Closing Loopholes in Arms Trading

February 3, 2013 — Leave a comment

The globalization of the arms industry- everything from manufacturing tank parts to the sale of guns and armored vehicles-is helping abusive governments get their hands on banned weapons and flout international arms control treaties, according to the Control Arms Campaign. U.S., European, and Canadian arms manufacturers circumvent many arms control regulations by subcontracting the manufacturing of weapons such as the Apache attack helicopter overseas to countries like China, Egypt, and Turkey. Though the practice is perfectly legal, the manufactured weapons have found their way to destinations such as Colombia and Sudan, where they are often used to kill or displace civilians, the campaign charges in a recent report titled “Arms Without Borders.”

Both the United States and the European Union have policies against selling certain types of arms directly to China due to that country’s human-rights record. However, some weapons manufacturers are allowed to subcontract labor to Chinese companies; China’s new Z-10 attack helicopter could not operate without weapons and parts technology that comes from various U.S. and European firms. China has recently sold attack helicopters to the Sudanese government, which both the United States and the United Nations have accused of genocide.

“This report reveals a litany of loopholes and destroyed lives,” says Jeremy Hobbs, director of Oxfam International, one of the member organizations of the Campaign. “Arms companies are global, yet arms regulations are not, and the result is the arming of abusive regimes. Europe and North America are fast becoming the IKEA of the arms industry, supplying parts for human-rights abusers to assemble at home, with the morals not included.”

This trend in subcontracting the manufacture of weapons is fueled, in part, by a rise in military budgets across the globe. While military conflicts have been decreasing (a fact all too easily overlooked, given the dominance of the Iraq war in the U.S. and international media), military budgets have been trending upward and reached roughly $1 trillion in 2005, the highest figure in more than a decade. China, India, Israel, and Saudi Arabia were among the countries that increased their purchase of armaments. The United States government recently indicated that it, too, might permanently expand the size of its military. With an annual budget of around $400 billion, and 1.4 million in personnel, the U.S. military is already the largest in the world.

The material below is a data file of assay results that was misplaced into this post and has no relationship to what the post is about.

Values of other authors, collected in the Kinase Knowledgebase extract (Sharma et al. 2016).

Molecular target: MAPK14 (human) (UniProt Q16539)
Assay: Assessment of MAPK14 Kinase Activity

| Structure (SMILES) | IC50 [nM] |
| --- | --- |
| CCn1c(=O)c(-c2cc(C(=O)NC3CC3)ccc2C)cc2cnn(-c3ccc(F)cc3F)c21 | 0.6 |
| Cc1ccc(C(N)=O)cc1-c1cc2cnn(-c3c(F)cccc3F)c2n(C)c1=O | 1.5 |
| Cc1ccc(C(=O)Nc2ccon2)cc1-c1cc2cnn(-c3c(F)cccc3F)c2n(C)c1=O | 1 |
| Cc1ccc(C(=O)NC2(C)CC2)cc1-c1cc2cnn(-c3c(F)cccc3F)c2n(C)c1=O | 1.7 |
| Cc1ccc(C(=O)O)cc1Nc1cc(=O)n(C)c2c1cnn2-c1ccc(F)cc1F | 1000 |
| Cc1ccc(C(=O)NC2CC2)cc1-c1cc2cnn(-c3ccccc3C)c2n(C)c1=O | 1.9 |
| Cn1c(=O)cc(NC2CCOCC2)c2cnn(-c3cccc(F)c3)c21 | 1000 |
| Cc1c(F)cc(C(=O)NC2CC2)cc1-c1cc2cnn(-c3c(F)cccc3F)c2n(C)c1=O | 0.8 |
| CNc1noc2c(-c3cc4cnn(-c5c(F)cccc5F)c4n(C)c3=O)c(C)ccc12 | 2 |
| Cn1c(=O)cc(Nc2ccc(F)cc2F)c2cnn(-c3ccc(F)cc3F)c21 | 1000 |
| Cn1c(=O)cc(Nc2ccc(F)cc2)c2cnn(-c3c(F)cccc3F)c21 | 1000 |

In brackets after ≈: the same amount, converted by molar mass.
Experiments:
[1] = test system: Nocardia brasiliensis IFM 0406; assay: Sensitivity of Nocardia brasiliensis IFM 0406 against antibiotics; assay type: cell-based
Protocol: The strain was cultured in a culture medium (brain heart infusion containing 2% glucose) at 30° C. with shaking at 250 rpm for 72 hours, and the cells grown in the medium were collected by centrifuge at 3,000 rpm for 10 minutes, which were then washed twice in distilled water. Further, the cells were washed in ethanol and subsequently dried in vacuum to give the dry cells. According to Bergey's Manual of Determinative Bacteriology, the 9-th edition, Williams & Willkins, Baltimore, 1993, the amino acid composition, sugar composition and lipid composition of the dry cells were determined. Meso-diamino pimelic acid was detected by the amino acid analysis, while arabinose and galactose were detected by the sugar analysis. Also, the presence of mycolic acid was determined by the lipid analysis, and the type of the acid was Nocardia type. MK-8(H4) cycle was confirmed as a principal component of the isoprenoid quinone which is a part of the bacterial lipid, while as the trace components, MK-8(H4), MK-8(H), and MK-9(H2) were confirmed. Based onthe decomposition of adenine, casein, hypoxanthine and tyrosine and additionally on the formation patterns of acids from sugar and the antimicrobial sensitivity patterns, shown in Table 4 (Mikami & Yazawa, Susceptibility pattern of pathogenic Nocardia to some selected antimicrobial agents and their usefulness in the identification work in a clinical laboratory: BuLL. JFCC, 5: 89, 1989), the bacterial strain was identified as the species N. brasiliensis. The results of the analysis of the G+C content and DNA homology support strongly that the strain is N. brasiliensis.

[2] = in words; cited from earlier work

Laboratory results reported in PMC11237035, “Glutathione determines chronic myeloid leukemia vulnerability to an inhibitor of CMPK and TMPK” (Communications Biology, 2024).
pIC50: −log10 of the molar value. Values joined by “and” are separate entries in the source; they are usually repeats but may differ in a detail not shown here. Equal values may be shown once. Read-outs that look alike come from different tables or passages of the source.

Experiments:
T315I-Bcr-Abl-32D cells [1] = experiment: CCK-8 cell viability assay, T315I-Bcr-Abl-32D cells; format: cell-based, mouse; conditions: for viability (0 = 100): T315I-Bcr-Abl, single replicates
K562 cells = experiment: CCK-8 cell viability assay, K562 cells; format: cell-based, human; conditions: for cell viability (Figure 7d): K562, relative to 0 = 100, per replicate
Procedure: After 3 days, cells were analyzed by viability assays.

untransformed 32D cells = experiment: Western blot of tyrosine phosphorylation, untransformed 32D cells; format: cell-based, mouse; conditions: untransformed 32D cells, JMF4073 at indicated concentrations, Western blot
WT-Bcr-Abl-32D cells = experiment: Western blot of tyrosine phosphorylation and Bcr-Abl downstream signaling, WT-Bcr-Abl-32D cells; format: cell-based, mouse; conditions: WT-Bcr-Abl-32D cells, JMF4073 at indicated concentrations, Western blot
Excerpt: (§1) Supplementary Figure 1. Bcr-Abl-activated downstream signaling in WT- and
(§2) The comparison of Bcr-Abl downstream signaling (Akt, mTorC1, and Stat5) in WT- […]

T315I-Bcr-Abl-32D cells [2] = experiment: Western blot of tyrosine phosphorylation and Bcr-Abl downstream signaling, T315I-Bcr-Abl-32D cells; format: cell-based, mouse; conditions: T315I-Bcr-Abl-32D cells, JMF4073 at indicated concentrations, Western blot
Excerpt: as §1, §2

According to the report, increased defense spending is itself a problem. Military budgets are often in excess of legitimate need, and defense spending diverts resources away from education and health. Countries in Asia, the Middle East, Latin America, and Africa spent $22.5 billion on weapons in 2004, an 8% jump from 2003. With the same amount of money, those countries could have enrolled every child in their respective countries in school and reduced child mortality by two-thirds by the year 2015.

One remedy to the situation would be a new international arms control treaty based on already existing humanitarian, human rights, and international criminal law. The treaty would set minimum global standards for arms transfers and, if implemented correctly, still enable the responsible manufacture and sale of arms for defense, policing, and other vital missions. “Like much international law, the Treaty could be most effectively enforced through a system of public oversight based on regular reporting by states of their arms transfers. Legal review and redress of cases through national judicial procedures should be used where necessary,” the report states.

A new global arms accord as extensive as the one the Campaign is proposing might strike policy makers as wishful; after all, if governments were able to reach agreements on subjects like weapons they wouldn’t feel the need to buy so many guns. Regardless, a precedent does exist for international small arms control. Prior to 1997, roughly 26,000 people per year were killed or injured by land mines. The 1997 Ottawa Treaty has since brought that number down considerably.

“The only people who have an interest in the continued failure to control the global arms trade are those who benefit from irresponsible transfers. Everyone else, including ordinary people, most economic actors, and almost every government, has an overwhelming interest in ensuring the responsible and consistent regulation,” the authors conclude.

-Patrick Tucker

Originally published in THE FUTURIST, March-April 2007.


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